Crucially, Scotland managed to reverse this defeat immediately, overcoming France 17-14 in a far from pretty but much-needed victory. Georgia were always going to present a tricky opponent, particularly in a hostile Tbilisi hosting its first ever Tier One fixture, yet Scotland came through both home and away tests with flying colours, and crucially, few major injury concerns (although the promising back rower, Jamie Ritchie, may be a doubt with a fractured cheekbone).
If you had told the average Scotland fan at the Murrayfield Hotel after the Nice nasty that the squad would come away from these warm-ups with three out of four wins and a relatively clean bill of health, they would likely have bitten your hand off (or maybe bought you a pint of Tennents).
Russell and Hogg key men
If Scotland can impose themselves on a game, win front foot ball and unleash the likes of Russell, Hogg and Hamish Watson, then there are few sides who can match their all-action style. In recent times, this has led to victories over every single Tier One nation, with the exception of New Zealand, who Scotland still managed to push close in an excellent test match at Murrayfield in 2018.
Finn Russell, the former stonemason who now plies his trade at Racing 92 in France, is critical to how Scotland want to play the game. He is the ultimate risk-taker, prepared to throw the outrageous offload and dink that cheeky chip, even from his own five metre line, and appears unfazed on the biggest stage. His two most recent performances against England, which largely brought the Calcutta Cup to the Murrayfield trophy cabinet, firmly demonstrated his importance to Townsend's all action style of play.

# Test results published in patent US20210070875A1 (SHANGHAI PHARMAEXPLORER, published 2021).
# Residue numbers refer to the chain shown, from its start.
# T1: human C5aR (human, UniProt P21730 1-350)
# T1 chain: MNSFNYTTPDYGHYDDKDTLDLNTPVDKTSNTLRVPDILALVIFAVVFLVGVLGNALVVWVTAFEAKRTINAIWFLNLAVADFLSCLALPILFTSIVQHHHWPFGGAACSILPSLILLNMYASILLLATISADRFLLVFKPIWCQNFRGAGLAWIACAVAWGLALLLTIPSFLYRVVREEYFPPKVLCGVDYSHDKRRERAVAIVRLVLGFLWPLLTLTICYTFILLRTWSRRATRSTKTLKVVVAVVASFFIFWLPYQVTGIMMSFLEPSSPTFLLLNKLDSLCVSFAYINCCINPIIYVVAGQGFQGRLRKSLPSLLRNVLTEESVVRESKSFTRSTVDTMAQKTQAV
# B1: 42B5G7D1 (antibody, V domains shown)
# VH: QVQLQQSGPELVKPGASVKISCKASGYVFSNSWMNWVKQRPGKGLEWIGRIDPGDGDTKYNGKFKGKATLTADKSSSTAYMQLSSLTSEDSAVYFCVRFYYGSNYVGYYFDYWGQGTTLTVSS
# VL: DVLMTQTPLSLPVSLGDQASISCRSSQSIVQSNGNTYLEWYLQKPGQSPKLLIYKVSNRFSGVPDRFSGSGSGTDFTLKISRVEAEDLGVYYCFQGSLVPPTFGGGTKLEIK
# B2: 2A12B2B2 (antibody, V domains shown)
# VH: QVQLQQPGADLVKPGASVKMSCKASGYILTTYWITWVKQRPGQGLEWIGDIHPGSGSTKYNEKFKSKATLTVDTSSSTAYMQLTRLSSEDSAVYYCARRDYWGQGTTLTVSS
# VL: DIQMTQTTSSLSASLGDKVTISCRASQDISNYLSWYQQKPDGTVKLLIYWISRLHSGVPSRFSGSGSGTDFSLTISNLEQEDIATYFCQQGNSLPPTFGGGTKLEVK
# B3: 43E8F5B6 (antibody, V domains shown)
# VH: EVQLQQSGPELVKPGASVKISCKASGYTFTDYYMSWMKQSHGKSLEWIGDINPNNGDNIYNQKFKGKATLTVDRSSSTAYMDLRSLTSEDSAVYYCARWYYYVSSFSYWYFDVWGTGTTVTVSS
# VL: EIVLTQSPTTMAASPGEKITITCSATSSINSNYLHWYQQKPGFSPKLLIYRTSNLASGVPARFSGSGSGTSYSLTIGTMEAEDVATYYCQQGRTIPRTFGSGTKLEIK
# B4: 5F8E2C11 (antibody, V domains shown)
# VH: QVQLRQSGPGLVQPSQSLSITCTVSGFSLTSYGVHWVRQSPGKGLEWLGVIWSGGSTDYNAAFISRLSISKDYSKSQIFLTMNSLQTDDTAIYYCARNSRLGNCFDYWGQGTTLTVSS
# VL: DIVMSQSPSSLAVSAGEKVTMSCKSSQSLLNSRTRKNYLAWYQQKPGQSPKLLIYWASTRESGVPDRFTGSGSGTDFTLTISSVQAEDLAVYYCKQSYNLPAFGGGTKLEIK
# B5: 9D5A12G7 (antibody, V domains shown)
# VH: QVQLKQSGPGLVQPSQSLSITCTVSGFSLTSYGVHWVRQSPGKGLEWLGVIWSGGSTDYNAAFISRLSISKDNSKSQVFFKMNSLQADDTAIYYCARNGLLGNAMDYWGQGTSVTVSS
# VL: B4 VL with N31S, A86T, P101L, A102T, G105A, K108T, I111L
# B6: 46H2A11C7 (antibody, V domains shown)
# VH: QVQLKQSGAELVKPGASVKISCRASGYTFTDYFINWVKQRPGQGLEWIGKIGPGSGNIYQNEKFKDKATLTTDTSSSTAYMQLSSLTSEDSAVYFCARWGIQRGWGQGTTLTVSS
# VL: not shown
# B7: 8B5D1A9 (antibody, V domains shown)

He is joined in the backline by fellow mischief maker Stuart Hogg, now firmly in the world-class category and a nailed-on Lions starter in New Zealand in 2017 were it not for injury. In tandem these two can terrorise even the staunchest of defences.
In the forwards there is a spine of dynamic and reliable performers that include hooker Stuart McInally, the anchor at scrum time WP Nel, the tireless Jonny Gray, veteran leader John Barclay (pictured below) and new kid on the block Hamish Watson.
Watson in particular has made a name for himself in recent times as a whirling dervish of a ball carrier, highlighted by this year's defeat to Wales, where the flanker set a Six Nations record for defenders beaten in a single match and was awarded the Man of the Match award, despite his appearance lasting just 15 minutes. On current form, he is perhaps the most likely of this Scotland squad to really set the tournament alight.
Do Scotland have a plan b?
However, there are quite a lot of 'ifs' to the above. In recent years, Scotland have shown a worrying tendency to allow themselves to be squeezed out by bigger and more streetwise opponents, and a disturbing lack of a plan B. It is all well and good trying to play the fastest rugby in the world, but test rugby, particularly in the knockout stages of a World Cup, is more often than not about the finest margins and finding a way to win ugly.